As an accommodation industry trainer, I am of course on the road frequently and when in the office I’m often online planning travel to my future engagements.
Fortunately, my hotel reservations arrangements are usually taken care of by the client. This leaves me “only” with having to book my airline and rental car arrangements. Each time a client says ‘okay, I would like to schedule you for a training’, results in what has become an arduous task for me to book my travel.
It is during these times that I find myself missing the good old days, when I first started my career as a hotel trainer I had a wonderful travel agent named Michelle. Since my daughter had not yet been born and my mom had long since passed away, at that point in my life Michelle was the third most important woman to me, after my wife and of course my sister! All I had to do back then was to place one call to Michelle. It usually went like this: “Hi Michelle! How are you! How’s your daughter, good? That’s good. Well listen I need to go to NYC on these dates.”
Michelle knew me as a client; she knew what flight times; my preference of airlines, that I always would prefer an aisle seat even if the last row by the bathrooms, and that I went Avis first but Hertz as a back-up if needed. She knew for example, that if I was flying to New York I would prefer LGA [La Guardia Airport] but would take JFK [J F Kennedy Airport] if necessary but almost never EWR [Newark]. All it took was a 90-second call to Michelle and she would take care of the rest. Unfortunately, Michelle’s corporate travel agency went out of business during the years that airlines were undercutting their GDS fares with online specials.
Now I find myself surfing online for hours. Let’s say I have a “simple” trip from Ft Lauderdale to NYC. I check times first, then fares, which tend to be the same these days. Then all the questions flash through my mind. Do I want to fly JetBlue and be able to watch TV? What sports are on TV that night? Do I want to take Delta and possibly get my free upgrade as a frequent flyer? Or how about Spirit non-stop, if it’s just a day trip with no luggage to pay for? Next thing I know I have wasted 30 or 45 minutes looking at options, not to mention the data entry time to book.
Although my hotel clients usually provide the room, when I’m training call centres or travelling personally I also have to make hotel reservations. Like many guests today I usually start out by looking online but increasingly I’m finding it to take a lot more time than to simply call.
For example, I recently had to make a trip to a small town in Kentucky to train a call centre there, so I needed to book my own room at the hotel they recommended. First, I searched online with the hotel name, city and state. Yet when the list came back from Google and I clicked on the top links, I did not end up at the hotel website but instead at a various landing pages created by OTAs, showing a phone number that rang to an agency and not the hotel. It was even confusing for me as a hotelier to make sure I was on the right website.
Having found and verified that I was at the real website, I figured I would just book the room online as it was only a one night stay. But when I tried to enter my guest contact and payment info, I kept getting various error messages. Finally, I was one click away from confirming. Fortunately I double-checked the information because somehow I had accidentally selected an advance purchase, non-refundable rate. Fortunately I caught this, especially since I ended up cancelling due to a late flight but it cost even more of my work day. I didn’t have a timer on but I’m sure this whole experience took up at least 10-12 minutes to make a one night reservation online. Now I’m thinking that the next time I need to go there I’m going to call the 800 number and get it done in about two minutes.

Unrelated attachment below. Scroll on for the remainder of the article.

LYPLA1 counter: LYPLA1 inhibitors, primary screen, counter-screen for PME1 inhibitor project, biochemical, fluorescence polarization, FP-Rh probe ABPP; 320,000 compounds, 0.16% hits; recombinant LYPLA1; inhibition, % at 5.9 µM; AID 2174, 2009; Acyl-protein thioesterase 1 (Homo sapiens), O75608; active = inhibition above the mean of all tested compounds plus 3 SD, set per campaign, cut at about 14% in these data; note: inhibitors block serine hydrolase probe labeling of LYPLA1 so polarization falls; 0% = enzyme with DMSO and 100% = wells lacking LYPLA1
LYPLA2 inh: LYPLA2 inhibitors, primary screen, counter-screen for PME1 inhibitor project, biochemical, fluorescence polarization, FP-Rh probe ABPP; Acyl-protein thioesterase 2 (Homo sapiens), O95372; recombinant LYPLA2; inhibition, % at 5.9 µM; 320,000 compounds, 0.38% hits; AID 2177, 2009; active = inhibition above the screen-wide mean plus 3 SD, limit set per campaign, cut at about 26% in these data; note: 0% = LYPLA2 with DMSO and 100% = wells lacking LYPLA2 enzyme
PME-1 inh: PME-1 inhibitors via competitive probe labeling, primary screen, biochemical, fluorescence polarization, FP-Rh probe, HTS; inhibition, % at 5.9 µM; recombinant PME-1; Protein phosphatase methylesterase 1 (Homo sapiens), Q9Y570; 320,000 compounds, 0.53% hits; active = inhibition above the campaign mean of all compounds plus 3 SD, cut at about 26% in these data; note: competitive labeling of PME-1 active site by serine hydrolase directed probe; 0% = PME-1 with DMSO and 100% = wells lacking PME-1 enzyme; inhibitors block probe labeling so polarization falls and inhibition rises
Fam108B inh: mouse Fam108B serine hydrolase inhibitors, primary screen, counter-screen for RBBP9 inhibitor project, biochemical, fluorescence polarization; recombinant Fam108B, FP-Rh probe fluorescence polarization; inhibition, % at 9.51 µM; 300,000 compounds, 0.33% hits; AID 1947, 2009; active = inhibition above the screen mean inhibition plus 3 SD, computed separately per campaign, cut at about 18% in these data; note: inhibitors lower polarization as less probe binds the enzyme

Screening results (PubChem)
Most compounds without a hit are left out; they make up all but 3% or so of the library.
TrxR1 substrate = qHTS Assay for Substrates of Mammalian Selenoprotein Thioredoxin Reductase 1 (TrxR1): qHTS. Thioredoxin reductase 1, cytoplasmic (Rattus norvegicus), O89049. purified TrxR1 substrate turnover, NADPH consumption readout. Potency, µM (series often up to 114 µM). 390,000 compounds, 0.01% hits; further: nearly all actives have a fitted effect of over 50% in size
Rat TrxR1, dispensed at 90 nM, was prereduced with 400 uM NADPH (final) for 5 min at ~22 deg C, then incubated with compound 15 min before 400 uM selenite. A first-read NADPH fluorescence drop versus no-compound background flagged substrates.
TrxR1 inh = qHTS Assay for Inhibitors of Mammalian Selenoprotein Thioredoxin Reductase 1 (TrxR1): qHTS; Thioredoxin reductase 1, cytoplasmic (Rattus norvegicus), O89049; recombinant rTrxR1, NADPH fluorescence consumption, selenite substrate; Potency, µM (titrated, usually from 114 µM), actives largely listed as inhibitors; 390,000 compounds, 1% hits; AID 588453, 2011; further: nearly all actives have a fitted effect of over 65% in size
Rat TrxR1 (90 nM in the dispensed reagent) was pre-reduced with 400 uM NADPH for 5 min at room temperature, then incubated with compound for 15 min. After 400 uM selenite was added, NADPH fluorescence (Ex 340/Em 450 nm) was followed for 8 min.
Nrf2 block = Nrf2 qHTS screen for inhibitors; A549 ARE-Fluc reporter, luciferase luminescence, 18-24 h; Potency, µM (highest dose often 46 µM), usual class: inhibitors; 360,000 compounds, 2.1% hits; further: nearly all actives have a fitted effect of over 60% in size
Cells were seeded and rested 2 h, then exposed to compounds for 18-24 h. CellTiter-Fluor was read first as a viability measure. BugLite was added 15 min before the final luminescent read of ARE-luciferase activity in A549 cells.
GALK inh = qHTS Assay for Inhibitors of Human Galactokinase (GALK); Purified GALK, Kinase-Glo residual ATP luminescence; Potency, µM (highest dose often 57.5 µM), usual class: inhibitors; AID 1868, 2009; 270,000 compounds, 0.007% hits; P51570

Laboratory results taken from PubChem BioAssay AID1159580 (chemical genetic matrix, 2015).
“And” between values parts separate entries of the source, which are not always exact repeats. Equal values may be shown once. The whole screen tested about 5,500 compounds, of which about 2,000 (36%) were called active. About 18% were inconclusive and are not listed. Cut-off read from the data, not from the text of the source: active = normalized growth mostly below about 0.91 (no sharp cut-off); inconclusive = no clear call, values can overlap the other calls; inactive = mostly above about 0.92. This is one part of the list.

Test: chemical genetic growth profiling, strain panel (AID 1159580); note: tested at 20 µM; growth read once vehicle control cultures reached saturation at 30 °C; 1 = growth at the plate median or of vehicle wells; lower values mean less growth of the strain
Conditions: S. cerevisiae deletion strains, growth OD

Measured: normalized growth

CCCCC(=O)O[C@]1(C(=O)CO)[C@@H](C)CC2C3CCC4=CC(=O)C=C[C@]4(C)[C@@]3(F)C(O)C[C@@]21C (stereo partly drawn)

Based on what I’m hearing from hotel reservations and front desk agents these days, I am apparently not alone as many of today’s guests are growing weary of the time and challenges of booking online and just want to do it the old fashioned way. Here are some training tips to help prepare your team for these callers:
– Train your staff to recognise that when callers mention they are online while on the phone, we should always encourage them to book directly right now by voice. Not only will this help reduce OTA commission and third party booking fees but it will also ensure that the caller does not go back online and select another hotel.
– Update your training to use a new question in their sales process: “As I’m checking those rates, are there any questions I can answer for you about the hotel or our location?” This will allow those who are “pre-sold” and who just want to call in their booking to “opt out” of hearing hotel descriptions and information. Alternatively, if the callers do have questions, we can address those first before offering rates, making it
an easier transition right into asking for the sale.
– Display your phone number prominently on your website. Don’t join the trend to hide the phone number, thinking you will encourage online bookings.
– Have a designated 0800 number for your website so that agents can identify when callers have previously visited the website.
Doug Kennedy is president of the Kennedy Training Network, and has been a fixture on the hospitality and tourism industry conference circuit since 1989, having presented over 1000 conference keynote sessions, educational break-out seminars, or customised, on-premise training workshops for diverse audiences representing every segment of the lodging industry.